Thorbjorn Olesen and Kevin Kisner lead after day one of PGA Championship

Thorbjorn Olesen earned a share of the lead after a tough opening day of scoring at the 99th PGA Championship as only 24 players managed to break par at Quail Hollow.

Olesen fired a commendable 67 to set the early clubhouse target at four under, and he looked set to retain the outright lead until the end of the day until Kevin Kisner birdied three of the last five holes.

Rory McIlroy was just two off the lead after three birdies in four holes around the turn, but he bogeyed 13 and double-bogeyed the next after pulling his tee shot into water before four closing pars got him round in 72, while Grand Slam hopeful Jordan Spieth is also one over thanks to a pair of late birdies.

Olesen was the stand-out player of the morning starters as birdies at seven and eight offset a bogey at the sixth, and the World Cup-winning Dane picked up further shots at the 14th and 15th to head the field.

The 27-year-old, who has not had a top-10 finish in a major since the 2013 Masters, misjudged a chip at the 17th and bogeyed, but he responded with a superb 27-foot putt for birdie at the last.

“I’ve had a couple of top-10s in majors and I feel like I’ve learned a lot over the years playing quite a few majors now. I feel like I’m better prepared to be in contention over the weekend and have a chance to win,” said Olesen, who lifted his confidence with the driver as he fired weekend rounds of 67 and 65 at last week’s WGC-Bridgestone Invitational.

“I just found something in my driver last weekend and I was able to start to go at the pins and making some birdies,” he added. “That definitely gave me a lot of confidence.”

Kisner reeled off three straight birdies on the front nine and then hit back from a bogey at the 13th with birdies at 14, 15 and 18, and the two-time PGA Tour winner is one of 12 Americans occupying the top 14 places in Charlotte.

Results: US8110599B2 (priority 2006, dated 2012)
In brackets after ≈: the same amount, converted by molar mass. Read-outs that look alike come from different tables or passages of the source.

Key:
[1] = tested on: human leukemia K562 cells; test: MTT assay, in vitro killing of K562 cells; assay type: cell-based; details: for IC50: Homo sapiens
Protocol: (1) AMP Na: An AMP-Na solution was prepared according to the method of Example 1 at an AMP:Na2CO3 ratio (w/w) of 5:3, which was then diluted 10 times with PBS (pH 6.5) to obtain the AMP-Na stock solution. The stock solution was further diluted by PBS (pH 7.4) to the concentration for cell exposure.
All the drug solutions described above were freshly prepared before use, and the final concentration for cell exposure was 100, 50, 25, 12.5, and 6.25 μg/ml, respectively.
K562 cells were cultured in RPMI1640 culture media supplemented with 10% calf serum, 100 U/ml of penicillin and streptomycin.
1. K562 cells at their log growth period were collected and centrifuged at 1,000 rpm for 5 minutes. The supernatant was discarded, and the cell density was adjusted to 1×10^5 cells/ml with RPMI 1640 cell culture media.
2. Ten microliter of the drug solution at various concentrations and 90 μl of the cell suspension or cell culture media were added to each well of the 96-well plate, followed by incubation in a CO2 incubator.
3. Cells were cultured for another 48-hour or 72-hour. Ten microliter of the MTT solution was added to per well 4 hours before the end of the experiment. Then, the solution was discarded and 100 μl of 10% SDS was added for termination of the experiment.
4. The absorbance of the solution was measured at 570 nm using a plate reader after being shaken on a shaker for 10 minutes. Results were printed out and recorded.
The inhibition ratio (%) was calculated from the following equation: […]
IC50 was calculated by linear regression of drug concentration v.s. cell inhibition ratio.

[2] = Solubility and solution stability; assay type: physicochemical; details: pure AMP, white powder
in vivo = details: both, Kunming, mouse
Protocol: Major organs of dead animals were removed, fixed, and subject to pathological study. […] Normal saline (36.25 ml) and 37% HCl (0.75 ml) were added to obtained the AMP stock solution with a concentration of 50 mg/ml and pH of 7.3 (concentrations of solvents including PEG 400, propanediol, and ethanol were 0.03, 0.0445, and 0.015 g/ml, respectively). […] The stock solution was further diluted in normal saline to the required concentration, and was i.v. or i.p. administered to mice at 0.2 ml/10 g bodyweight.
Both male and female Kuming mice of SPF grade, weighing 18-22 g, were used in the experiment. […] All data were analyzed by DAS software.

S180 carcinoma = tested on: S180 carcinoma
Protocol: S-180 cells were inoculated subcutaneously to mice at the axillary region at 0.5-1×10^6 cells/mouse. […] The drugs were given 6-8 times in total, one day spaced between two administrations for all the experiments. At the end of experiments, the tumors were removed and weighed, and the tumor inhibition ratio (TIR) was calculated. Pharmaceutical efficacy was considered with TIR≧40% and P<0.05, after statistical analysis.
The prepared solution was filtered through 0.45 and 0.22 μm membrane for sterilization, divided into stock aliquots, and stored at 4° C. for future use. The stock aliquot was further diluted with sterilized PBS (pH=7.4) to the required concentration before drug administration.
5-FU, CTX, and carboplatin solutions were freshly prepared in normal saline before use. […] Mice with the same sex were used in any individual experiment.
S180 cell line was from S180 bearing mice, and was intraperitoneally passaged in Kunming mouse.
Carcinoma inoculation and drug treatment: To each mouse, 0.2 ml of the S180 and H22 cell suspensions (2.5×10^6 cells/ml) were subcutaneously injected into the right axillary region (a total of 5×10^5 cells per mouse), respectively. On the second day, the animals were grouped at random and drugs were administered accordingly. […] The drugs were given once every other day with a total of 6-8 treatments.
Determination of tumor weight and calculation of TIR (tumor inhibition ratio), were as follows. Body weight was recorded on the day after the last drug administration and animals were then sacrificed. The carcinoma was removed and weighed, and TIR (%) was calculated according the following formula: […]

McIlroy chips to the green on the 14th after finding water off the tee.

US Open champion Brooks Koepka described the punishing layout as a “bomber’s paradise” after he birdied three of his last five holes to return a 68 along with compatriots Gary Woodland, Grayson Murray, Chris Stroud and DA Points, who was in a play-off with McIlroy and eventual champion Rickie Fowler at the 2012 Wells Fargo Championship at this venue.

Paul Casey led the British challenge despite not having his “best stuff”, carding five birdies in a 69 which was matched by the likes of Patrick Reed and Fowler, who staged a superb recovery from a triple-bogey seven at the fifth.

Fowler’s bid for a maiden major got off to a great start when he birdied the third and fourth, but he came to grief at the next when he needed two attempts to escape a fairway bunker and eventually found the putting surface with his fifth before two-putting.

He responded with three birdied in four holes around the turn and, after a bogey at 11, and got back to two under with an excellent up-and-down for birdie at the 14th before parring safely home.

Runaway Firestone champion Hideki Matsuyama endured a roller-coaster finish to his round as he fought back from three straight bogeys with three birdies in a row to close out a 70, while Tommy Fleetwood, 2016 winner Jason Day, world No 1 Dustin Johnson and rising star Jon Rahm were also one under for the day.

Open champion Spieth arrived in Charlotte bidding to become the youngest player in history to complete a career Grand Slam of major titles, but he was three over with three to play until reviving his challenge with birdies at the seventh and eighth to salvage a 72.

His score was matched by McIlroy, but the Northern Irishman would have been hoping to be much closer to the lead after he bounced back from two bogeys in three holes with birdies at seven, eight and 10.

However, the world No 4’s hopes of a first major win since lifting the Wanamaker Trophy three years ago suffered a setback when he fluffed a chip at the 13th and compounded the error by tugging his three-wood into the hazard at the next.

Leave a Reply

Your email address will not be published. Required fields are marked *